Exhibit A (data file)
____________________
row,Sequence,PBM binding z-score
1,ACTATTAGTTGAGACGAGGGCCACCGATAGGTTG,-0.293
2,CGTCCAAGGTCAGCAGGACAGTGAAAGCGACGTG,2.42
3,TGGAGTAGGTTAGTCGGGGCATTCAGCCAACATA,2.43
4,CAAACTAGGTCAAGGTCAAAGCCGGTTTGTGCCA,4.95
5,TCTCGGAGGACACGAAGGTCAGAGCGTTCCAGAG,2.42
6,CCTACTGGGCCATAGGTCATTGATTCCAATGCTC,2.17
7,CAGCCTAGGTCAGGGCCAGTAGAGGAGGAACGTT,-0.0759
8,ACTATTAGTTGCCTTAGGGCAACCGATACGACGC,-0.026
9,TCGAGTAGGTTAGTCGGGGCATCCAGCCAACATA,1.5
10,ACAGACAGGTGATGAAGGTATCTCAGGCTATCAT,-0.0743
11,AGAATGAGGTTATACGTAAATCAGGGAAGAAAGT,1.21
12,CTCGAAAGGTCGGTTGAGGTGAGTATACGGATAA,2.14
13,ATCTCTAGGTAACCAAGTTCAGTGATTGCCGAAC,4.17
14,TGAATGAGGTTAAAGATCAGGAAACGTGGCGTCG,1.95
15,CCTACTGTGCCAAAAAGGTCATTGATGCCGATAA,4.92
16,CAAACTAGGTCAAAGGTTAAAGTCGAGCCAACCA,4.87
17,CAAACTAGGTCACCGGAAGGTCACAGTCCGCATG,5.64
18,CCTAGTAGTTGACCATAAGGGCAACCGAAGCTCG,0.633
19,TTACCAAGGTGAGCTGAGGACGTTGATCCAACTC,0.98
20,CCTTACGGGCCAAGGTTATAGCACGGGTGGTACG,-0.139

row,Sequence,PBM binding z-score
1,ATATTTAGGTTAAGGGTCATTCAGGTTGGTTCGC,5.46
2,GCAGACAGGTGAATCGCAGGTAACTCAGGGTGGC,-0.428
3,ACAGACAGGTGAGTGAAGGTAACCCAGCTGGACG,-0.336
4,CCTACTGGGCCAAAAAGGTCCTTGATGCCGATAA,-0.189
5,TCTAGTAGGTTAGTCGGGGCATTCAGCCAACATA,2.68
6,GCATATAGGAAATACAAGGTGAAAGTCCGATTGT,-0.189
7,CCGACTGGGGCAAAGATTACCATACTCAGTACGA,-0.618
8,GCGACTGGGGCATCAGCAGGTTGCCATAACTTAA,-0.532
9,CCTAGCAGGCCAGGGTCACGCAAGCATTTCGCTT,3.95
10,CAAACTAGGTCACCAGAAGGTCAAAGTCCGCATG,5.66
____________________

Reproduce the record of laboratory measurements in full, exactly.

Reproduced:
row,Sequence,PBM binding z-score
1,ACTATTAGTTGAGACGAGGGCCACCGATAGGTTG,-0.293
2,CGTCCAAGGTCAGCAGGACAGTGAAAGCGACGTG,2.42
3,TGGAGTAGGTTAGTCGGGGCATTCAGCCAACATA,2.43
4,CAAACTAGGTCAAGGTCAAAGCCGGTTTGTGCCA,4.95
5,TCTCGGAGGACACGAAGGTCAGAGCGTTCCAGAG,2.42
6,CCTACTGGGCCATAGGTCATTGATTCCAATGCTC,2.17
7,CAGCCTAGGTCAGGGCCAGTAGAGGAGGAACGTT,-0.0759
8,ACTATTAGTTGCCTTAGGGCAACCGATACGACGC,-0.026
9,TCGAGTAGGTTAGTCGGGGCATCCAGCCAACATA,1.5
10,ACAGACAGGTGATGAAGGTATCTCAGGCTATCAT,-0.0743
11,AGAATGAGGTTATACGTAAATCAGGGAAGAAAGT,1.21
12,CTCGAAAGGTCGGTTGAGGTGAGTATACGGATAA,2.14
13,ATCTCTAGGTAACCAAGTTCAGTGATTGCCGAAC,4.17
14,TGAATGAGGTTAAAGATCAGGAAACGTGGCGTCG,1.95
15,CCTACTGTGCCAAAAAGGTCATTGATGCCGATAA,4.92
16,CAAACTAGGTCAAAGGTTAAAGTCGAGCCAACCA,4.87
17,CAAACTAGGTCACCGGAAGGTCACAGTCCGCATG,5.64
18,CCTAGTAGTTGACCATAAGGGCAACCGAAGCTCG,0.633
19,TTACCAAGGTGAGCTGAGGACGTTGATCCAACTC,0.98
20,CCTTACGGGCCAAGGTTATAGCACGGGTGGTACG,-0.139

row,Sequence,PBM binding z-score
1,ATATTTAGGTTAAGGGTCATTCAGGTTGGTTCGC,5.46
2,GCAGACAGGTGAATCGCAGGTAACTCAGGGTGGC,-0.428
3,ACAGACAGGTGAGTGAAGGTAACCCAGCTGGACG,-0.336
4,CCTACTGGGCCAAAAAGGTCCTTGATGCCGATAA,-0.189
5,TCTAGTAGGTTAGTCGGGGCATTCAGCCAACATA,2.68
6,GCATATAGGAAATACAAGGTGAAAGTCCGATTGT,-0.189
7,CCGACTGGGGCAAAGATTACCATACTCAGTACGA,-0.618
8,GCGACTGGGGCATCAGCAGGTTGCCATAACTTAA,-0.532
9,CCTAGCAGGCCAGGGTCACGCAAGCATTTCGCTT,3.95
10,CAAACTAGGTCACCAGAAGGTCAAAGTCCGCATG,5.66